I was so happy to find someone who has had experience with this monster. We are in the US. My son had a wisdom tooth removed and the surgeon broke an inch long peice of jawbone and it stayed in there for months of pain. Then when it was found by a dentist and he returned to the surgeon he simply ripped it open and removed it. Three days later he was running a constant fever of 103-106. Horrible,he was diagnosed with pneumonia in both lungs and treated with Levaquin, xrays showed the pneumonia cleared. But, days later it was back again,worse. He was again treated ,still no improvement ,went to another doctor, this one treated the pnumonia with Zithromax,with very little sucess, then his joints ached and his knees swelled especially the right one and were on fire. all this time he was not eating and burning with fever's of 103-105 and soaking the bed with sweat.This doctor said he had deeveloped sepsis and gave him two of the injections of Rocephin, that burn like fire,he fell to the floor and fainted on the second one. This gave no improvement. Then he returned to the doctor who detected blood in his kidneys and suggested he check into the local hospital. I had had enough this had gone on for over two months and he was dying, I drove him to a hospital in a city and when we arrived at the emergency room,the fever had stopped he was ashen and gray looking and was covered in cold sweat. They took one look at him and took him in immediately. His blood pressure had dropped to 68/42 and they could not get a line in for IV fluids, his veins were collapsing. He had lost over 40 pounds and was terrified by this point. A doctor in emergency detected a very serious heart murmer.They tested him for everything for three days ,he was negative for evry disease know to man. Then finally they decided that the testing would have to be done while the fever was running at over 102, so they removed his IV antibiotics and let the fever return and then they found MRSA, it had infested his lungs, joints, kidneys , and most important the vlaves in his heart,bacterial endocartitis is a very serious thing at any time , but when the infestive agent is MRSA it is horrible. He was treated 8 days in hospital anad the relased to go home and we continued with the IV Vancomycin for eight weeks. He improved greatly and started eating and looked reasonably well. We returned to cardiologists who said he should have at least one of his heart valves replaced, but when we considered that he still had the MRSA lurkingin there , we were hestitant to have the surgery done, and now it has been a year since he was diagnosed and this stuff has started up again. This time it started in lungs and his hip joints and then his shoulder and and we have gone throught the Zithromax and Ketel,and Levaquin and are going to have to go back to the hospital today or tommorrow.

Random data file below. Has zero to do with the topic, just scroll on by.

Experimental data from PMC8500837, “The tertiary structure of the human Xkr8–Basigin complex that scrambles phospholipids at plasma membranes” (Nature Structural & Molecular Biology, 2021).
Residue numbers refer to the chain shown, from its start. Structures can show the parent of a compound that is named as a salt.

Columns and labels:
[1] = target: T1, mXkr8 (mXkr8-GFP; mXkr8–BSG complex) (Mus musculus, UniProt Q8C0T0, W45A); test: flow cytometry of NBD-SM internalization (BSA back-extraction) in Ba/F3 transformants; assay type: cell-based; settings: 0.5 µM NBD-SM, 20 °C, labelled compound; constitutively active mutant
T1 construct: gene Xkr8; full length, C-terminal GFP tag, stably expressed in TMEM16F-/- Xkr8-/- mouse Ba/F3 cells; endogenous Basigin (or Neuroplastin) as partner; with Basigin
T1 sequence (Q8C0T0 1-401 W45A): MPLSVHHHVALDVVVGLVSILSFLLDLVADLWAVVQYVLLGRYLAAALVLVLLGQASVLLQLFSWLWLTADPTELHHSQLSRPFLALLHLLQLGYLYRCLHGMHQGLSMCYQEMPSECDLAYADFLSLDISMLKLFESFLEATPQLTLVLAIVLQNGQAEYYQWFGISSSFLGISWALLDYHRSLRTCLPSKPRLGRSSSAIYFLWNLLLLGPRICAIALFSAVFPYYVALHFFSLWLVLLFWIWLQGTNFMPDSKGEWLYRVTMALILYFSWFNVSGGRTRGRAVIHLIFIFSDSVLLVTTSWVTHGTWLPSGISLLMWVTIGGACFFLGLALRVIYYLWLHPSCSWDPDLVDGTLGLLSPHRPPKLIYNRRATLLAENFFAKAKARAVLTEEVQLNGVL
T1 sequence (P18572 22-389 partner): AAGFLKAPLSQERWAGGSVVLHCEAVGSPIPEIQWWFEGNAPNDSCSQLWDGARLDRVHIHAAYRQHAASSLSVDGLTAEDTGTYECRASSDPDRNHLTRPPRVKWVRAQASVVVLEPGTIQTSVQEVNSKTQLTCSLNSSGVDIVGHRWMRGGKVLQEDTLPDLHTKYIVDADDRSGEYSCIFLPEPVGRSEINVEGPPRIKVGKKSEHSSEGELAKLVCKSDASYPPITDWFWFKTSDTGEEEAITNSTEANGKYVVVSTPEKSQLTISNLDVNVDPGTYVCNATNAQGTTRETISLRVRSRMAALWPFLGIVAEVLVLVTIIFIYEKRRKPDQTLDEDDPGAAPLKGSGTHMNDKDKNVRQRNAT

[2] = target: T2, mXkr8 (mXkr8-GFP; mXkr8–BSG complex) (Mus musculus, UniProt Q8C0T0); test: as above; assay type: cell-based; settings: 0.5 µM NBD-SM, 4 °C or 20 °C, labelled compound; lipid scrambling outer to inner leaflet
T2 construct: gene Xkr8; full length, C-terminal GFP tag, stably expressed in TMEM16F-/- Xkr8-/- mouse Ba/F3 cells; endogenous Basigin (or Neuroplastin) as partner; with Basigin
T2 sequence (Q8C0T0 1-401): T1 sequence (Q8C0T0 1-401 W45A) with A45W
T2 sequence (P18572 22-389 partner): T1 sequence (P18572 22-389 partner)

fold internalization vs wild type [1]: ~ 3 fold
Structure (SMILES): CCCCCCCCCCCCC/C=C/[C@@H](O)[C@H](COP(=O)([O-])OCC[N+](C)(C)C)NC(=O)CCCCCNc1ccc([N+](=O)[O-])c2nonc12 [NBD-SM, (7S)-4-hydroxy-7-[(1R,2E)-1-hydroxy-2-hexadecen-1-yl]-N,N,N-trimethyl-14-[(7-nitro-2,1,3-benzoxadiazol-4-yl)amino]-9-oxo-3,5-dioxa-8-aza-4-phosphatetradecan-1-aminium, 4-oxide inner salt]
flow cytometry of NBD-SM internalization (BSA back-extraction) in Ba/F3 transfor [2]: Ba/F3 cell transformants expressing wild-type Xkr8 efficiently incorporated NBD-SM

Re: MRSA in the lungs
Reply #8 by Maria
Posted: September 6, 2005 at 22:20
Does anyone know how it spreads to the lungs? Mum's original infection was a surgical site wound in the abdomen.

My mum had a lung infection, empyema it said on the notes. A section of lung was collapsed. I had written to the hospital stating we had not been told mum had a collapsed lung. They corrected me and said we weren't told as it never existed, it was a partially collapsed lung indicative of infection or pneumonia. How sensitively put (not).

That was honest of them, except they didn't tell me the nature of the infection. Health Protection Agency test results show a variety of bacteria, including MRSA in the aspirated fluid.